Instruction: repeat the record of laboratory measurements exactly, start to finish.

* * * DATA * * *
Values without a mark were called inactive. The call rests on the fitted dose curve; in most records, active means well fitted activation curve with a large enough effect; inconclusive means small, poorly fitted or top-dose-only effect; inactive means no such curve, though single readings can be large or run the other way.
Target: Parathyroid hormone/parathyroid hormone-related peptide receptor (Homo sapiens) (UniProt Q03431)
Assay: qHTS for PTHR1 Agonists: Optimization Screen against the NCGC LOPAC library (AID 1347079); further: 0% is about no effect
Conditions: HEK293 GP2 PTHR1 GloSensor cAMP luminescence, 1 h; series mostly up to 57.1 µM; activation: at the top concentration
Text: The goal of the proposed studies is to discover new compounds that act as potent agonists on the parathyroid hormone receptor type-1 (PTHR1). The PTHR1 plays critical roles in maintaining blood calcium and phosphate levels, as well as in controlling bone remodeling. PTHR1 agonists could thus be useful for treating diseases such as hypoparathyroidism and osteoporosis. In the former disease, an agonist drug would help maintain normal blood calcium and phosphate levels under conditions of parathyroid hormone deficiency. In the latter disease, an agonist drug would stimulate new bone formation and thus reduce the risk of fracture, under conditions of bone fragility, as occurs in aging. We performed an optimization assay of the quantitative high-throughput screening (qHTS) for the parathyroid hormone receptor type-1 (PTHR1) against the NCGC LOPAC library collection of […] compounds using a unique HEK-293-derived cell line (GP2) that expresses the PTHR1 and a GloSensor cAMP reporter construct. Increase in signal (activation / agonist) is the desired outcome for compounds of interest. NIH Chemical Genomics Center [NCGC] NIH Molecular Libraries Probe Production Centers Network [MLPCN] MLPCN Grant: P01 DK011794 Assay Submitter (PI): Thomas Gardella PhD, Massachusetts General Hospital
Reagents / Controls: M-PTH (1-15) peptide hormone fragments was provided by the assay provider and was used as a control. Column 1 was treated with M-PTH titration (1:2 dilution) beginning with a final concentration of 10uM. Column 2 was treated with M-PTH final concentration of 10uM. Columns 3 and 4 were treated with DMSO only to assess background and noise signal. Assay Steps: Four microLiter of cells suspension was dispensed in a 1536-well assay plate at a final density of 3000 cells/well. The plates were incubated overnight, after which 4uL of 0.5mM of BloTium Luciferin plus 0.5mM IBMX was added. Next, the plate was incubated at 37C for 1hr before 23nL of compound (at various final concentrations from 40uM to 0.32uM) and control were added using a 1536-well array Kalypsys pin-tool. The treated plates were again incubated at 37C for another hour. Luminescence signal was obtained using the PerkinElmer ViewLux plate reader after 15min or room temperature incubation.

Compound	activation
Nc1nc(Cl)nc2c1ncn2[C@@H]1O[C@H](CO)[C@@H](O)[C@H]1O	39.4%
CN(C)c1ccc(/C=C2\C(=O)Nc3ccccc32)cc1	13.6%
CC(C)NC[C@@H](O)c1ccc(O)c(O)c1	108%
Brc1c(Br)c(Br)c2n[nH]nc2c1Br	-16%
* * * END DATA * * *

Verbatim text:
Values without a mark were called inactive. The call rests on the fitted dose curve; in most records, active means well fitted activation curve with a large enough effect; inconclusive means small, poorly fitted or top-dose-only effect; inactive means no such curve, though single readings can be large or run the other way.
Target: Parathyroid hormone/parathyroid hormone-related peptide receptor (Homo sapiens) (UniProt Q03431)
Assay: qHTS for PTHR1 Agonists: Optimization Screen against the NCGC LOPAC library (AID 1347079); further: 0% is about no effect
Conditions: HEK293 GP2 PTHR1 GloSensor cAMP luminescence, 1 h; series mostly up to 57.1 µM; activation: at the top concentration
Text: The goal of the proposed studies is to discover new compounds that act as potent agonists on the parathyroid hormone receptor type-1 (PTHR1). The PTHR1 plays critical roles in maintaining blood calcium and phosphate levels, as well as in controlling bone remodeling. PTHR1 agonists could thus be useful for treating diseases such as hypoparathyroidism and osteoporosis. In the former disease, an agonist drug would help maintain normal blood calcium and phosphate levels under conditions of parathyroid hormone deficiency. In the latter disease, an agonist drug would stimulate new bone formation and thus reduce the risk of fracture, under conditions of bone fragility, as occurs in aging. We performed an optimization assay of the quantitative high-throughput screening (qHTS) for the parathyroid hormone receptor type-1 (PTHR1) against the NCGC LOPAC library collection of […] compounds using a unique HEK-293-derived cell line (GP2) that expresses the PTHR1 and a GloSensor cAMP reporter construct. Increase in signal (activation / agonist) is the desired outcome for compounds of interest. NIH Chemical Genomics Center [NCGC] NIH Molecular Libraries Probe Production Centers Network [MLPCN] MLPCN Grant: P01 DK011794 Assay Submitter (PI): Thomas Gardella PhD, Massachusetts General Hospital
Reagents / Controls: M-PTH (1-15) peptide hormone fragments was provided by the assay provider and was used as a control. Column 1 was treated with M-PTH titration (1:2 dilution) beginning with a final concentration of 10uM. Column 2 was treated with M-PTH final concentration of 10uM. Columns 3 and 4 were treated with DMSO only to assess background and noise signal. Assay Steps: Four microLiter of cells suspension was dispensed in a 1536-well assay plate at a final density of 3000 cells/well. The plates were incubated overnight, after which 4uL of 0.5mM of BloTium Luciferin plus 0.5mM IBMX was added. Next, the plate was incubated at 37C for 1hr before 23nL of compound (at various final concentrations from 40uM to 0.32uM) and control were added using a 1536-well array Kalypsys pin-tool. The treated plates were again incubated at 37C for another hour. Luminescence signal was obtained using the PerkinElmer ViewLux plate reader after 15min or room temperature incubation.

Compound	activation
Nc1nc(Cl)nc2c1ncn2[C@@H]1O[C@H](CO)[C@@H](O)[C@H]1O	39.4%
CN(C)c1ccc(/C=C2\C(=O)Nc3ccccc32)cc1	13.6%
CC(C)NC[C@@H](O)c1ccc(O)c(O)c1	108%
Brc1c(Br)c(Br)c2n[nH]nc2c1Br	-16%